One of the most important and controversial decisions of the WTO dispute settlement system in its early years was the so-called Hormones case, which involved claims by the United States and Canada that an EC ban on the sale and import of meat from cattle treated with growth hormones violated the WTO Agreement on the Application of Sanitary and Phytosanitary Measures (SPS Agreement). In this chapter, I examine a number of the key issues in that case in light of the Appellate Body report. In particular, I will consider its rulings on several preliminary issues – the questions of burden of proof, standard of review and the precautionary principle – and then turn to its interpretation of Articles 3 and 5 of the SPS Agreement. The chapter concludes with a few observations (i) on the SPS Agreement and the extent to which it constrains governments in adopting the SPS measures of their choice and (ii) on the judicial method of the Appellate Body. Preliminary Issues The Appellate Body dealt with three important preliminary issues before turning to the substantive meaning of the obligations of Article 3 and 5 of the SPS Agreement: the question of burden of proof, the standard that should be applied by a panel in reviewing government action under the SPS Agreement and the position of the so-called precautionary principle under the SPS Agreement.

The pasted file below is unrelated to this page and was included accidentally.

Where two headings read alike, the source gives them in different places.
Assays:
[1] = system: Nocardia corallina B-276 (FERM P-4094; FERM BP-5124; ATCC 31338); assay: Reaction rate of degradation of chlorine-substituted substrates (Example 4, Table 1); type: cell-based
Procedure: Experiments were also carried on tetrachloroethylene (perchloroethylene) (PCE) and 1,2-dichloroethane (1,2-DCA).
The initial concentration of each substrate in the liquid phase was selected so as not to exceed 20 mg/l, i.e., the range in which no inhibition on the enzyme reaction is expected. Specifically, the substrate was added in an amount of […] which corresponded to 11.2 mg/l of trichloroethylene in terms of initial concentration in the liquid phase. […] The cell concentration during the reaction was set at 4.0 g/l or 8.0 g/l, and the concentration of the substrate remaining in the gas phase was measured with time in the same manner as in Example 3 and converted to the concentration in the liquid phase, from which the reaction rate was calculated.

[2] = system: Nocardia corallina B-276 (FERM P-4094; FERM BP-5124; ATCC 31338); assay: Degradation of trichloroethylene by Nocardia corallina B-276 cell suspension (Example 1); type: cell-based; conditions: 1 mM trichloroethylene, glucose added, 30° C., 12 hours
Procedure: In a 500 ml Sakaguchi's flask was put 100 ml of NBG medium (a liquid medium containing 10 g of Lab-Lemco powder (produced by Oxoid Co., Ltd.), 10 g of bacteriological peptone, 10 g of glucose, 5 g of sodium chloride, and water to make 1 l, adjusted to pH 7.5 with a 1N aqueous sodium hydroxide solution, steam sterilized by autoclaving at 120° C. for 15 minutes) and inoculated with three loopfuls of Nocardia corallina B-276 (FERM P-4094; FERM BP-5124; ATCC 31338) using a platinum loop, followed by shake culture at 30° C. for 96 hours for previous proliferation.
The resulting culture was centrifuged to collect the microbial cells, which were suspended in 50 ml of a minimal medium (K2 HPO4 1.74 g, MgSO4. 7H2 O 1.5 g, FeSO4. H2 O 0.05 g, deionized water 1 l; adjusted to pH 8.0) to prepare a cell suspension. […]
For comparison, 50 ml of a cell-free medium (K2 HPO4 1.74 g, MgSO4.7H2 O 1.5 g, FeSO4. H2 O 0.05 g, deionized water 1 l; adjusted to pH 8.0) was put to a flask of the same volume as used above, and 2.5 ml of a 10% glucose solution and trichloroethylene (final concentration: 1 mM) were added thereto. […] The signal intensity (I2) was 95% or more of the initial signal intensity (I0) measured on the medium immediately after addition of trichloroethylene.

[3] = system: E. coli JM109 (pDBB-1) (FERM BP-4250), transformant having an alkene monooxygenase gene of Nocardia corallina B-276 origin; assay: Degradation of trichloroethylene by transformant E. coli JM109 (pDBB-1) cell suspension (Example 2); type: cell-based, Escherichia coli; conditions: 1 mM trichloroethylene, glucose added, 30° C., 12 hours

|Original language||English (US)|
|Title of host publication||Trade and Human Health and Safety|
|Publisher||Cambridge University Press|
|Number of pages||15|
|State||Published - Jan 1 2006|
ASJC Scopus subject areas
- Social Sciences(all)